[Beowulf] small-footprint MS WIn "MinWin"

Peter St. John peter.st.john at gmail.com
Mon Oct 22 14:01:59 PDT 2007


Jim,
I think we agree on some things (e.g., modular design is not conducive to
Digital Rights Management) and I must defer to your expertise on most of
what's left, but I have to speak up on a couple.


On 10/22/07, Jim Lux <James.P.Lux at jpl.nasa.gov> wrote:
>
> ...
> I don't know that Windows (at least since NT) isn't actually already
> a small kernel surrounded by (dare I say "embraced and extended by")
> a lot of utilities.  Sure, they're not command line utilities with
> cryptic 2 letter names


It's trivial to overlay aliases on any cryptic two-letter commands you like.
Fortune offered a menu-driven user interface for folks who didn't like
"creat" or "su" in Sys V, in '81 ish.

and a man page full of switches.  However, an
> awful lot of what people talk about as "Windows" isn't the kernel (a
> lot of the GDI, for instance, has been separate from the "kernel",
> per se, since pre WinNT)


I misread that, at first, as "GUI". I see that MS has the term "Graphics
Device Interface" and I'll allow that is separate from the "kernel".

>   If they really do create a
> >minimal kernel, it perforce will look and behave a lot like the linux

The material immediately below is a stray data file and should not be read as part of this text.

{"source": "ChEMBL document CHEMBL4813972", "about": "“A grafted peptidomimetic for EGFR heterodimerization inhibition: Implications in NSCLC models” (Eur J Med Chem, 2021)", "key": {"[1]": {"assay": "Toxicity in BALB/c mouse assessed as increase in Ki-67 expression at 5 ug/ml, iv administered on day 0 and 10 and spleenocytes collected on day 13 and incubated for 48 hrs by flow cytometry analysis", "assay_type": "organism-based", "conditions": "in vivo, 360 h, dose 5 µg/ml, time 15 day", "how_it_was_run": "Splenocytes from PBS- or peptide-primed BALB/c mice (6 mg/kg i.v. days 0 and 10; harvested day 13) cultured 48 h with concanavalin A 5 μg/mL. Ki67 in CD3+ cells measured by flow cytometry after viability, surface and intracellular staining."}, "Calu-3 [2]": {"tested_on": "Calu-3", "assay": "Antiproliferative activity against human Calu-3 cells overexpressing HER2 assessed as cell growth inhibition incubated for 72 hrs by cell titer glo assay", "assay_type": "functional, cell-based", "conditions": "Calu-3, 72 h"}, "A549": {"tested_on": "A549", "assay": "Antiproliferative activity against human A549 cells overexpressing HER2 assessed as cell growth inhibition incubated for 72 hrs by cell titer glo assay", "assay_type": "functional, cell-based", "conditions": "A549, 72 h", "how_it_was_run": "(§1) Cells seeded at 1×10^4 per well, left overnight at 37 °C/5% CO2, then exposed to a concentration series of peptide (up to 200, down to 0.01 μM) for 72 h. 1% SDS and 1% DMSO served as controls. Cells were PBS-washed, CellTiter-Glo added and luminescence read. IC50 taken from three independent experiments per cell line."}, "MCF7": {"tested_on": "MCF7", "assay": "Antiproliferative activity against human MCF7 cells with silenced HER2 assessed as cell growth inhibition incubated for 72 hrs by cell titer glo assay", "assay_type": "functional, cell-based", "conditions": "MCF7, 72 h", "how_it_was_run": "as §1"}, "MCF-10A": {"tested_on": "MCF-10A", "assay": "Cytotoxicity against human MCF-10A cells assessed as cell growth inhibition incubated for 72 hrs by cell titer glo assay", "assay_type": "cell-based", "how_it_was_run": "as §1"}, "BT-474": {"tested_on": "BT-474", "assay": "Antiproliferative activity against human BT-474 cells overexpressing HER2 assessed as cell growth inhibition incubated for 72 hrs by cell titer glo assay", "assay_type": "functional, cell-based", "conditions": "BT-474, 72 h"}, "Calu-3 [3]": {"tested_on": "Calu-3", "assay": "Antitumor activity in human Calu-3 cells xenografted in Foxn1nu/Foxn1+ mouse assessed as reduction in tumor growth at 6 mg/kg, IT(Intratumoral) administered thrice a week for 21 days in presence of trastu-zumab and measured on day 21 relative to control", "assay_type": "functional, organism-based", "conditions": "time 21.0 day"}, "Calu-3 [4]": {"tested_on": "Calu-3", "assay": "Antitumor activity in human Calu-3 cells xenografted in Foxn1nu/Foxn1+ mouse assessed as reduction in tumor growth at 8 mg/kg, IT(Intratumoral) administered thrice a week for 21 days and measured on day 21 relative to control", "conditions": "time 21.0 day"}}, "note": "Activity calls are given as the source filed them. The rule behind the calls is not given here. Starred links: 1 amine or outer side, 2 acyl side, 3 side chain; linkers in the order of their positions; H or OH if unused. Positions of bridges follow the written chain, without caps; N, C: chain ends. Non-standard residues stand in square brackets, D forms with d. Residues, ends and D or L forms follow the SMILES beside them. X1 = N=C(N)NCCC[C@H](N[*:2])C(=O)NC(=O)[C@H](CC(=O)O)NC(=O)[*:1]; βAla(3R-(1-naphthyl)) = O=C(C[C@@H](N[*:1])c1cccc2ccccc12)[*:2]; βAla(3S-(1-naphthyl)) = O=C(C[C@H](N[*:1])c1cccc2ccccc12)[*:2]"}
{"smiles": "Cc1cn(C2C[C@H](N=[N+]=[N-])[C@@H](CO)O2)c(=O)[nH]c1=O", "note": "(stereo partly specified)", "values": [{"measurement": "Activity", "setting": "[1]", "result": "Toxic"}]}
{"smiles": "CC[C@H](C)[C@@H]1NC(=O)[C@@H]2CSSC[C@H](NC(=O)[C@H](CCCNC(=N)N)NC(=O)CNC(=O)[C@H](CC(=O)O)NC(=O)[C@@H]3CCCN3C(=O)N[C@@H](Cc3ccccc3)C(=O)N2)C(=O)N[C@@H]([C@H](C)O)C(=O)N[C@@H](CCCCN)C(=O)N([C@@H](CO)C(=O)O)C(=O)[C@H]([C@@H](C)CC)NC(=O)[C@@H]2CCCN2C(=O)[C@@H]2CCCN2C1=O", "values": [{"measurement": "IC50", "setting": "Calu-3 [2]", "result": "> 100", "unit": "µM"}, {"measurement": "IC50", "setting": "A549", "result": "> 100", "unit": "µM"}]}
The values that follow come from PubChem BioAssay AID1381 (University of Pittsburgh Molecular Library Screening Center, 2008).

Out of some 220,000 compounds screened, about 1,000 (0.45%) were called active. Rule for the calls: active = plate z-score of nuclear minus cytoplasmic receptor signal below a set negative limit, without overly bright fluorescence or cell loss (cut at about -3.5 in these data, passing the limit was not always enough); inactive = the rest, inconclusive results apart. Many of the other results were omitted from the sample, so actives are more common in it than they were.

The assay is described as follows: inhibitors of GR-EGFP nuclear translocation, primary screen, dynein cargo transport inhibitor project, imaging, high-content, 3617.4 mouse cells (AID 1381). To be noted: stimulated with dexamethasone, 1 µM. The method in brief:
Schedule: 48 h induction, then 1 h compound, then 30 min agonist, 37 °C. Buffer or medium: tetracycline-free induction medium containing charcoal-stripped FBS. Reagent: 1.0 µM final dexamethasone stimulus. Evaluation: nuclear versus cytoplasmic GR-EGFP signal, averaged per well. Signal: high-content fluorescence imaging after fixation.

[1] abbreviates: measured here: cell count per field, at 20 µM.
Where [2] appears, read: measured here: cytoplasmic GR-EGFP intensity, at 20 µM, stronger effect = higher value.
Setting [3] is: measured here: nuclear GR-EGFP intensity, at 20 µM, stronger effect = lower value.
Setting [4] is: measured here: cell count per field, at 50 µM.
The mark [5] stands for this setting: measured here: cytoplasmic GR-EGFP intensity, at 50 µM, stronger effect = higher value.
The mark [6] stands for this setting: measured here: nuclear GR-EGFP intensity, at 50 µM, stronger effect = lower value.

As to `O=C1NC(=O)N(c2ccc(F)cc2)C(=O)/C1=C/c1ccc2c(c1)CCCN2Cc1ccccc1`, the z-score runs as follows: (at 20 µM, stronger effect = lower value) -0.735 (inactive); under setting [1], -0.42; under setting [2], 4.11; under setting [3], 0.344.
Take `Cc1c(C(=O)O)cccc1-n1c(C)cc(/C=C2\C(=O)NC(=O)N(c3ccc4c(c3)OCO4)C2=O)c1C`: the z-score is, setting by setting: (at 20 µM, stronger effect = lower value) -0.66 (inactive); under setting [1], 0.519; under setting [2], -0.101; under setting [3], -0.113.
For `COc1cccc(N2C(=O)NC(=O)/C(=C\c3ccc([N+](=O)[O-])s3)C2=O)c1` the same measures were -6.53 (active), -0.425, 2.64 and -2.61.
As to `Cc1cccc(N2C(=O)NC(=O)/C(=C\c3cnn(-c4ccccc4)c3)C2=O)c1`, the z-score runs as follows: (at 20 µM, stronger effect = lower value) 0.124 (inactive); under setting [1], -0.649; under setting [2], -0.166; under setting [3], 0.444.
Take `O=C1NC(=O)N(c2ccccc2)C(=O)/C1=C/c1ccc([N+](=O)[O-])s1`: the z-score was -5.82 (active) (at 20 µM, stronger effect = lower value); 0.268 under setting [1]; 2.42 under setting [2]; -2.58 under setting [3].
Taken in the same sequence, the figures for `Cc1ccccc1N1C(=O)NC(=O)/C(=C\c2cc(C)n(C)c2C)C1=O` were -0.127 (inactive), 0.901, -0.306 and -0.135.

> >kernel ...

...

It does all this now. The question is whether you can get rid of a
> lot of the other stuff, since at a very fundamental level, windows
> follows an event driven model, where the events are largely from user
> interaction.


Ding. The "event driven model" that is "fundamental" in MSWin (since W95 or
W98) comes from the GUI (but not the GDI) being integrated with the OS.
Which is not conducive to interoperability.

For a long time, the only way to remotely administer a NT box was with a
third party application pushing the pixels of the remote GUI over the phone
line to the troubleshooter's client. To me, using MSW as a server was ...not
efficacious. Programs don't talk to each other using bitmaps and mouse
clicks, unless there is a layer of OCR in between. Imagine replacing every
occurance of "|" is a shellscript with a call to OCR AI.

Unix is great for development, because of it's modularity and the design
intent of interoperability. VMS, in contrast, was designed for data
processing, was not so great for development (e.g. DCL) but, with a thick
filesytem and low-level shared memory etc, beat unix at OLTP by many years
(for example).

MS is designed for market share. All 3 of those systems are good at what
they were designed for.

Peter
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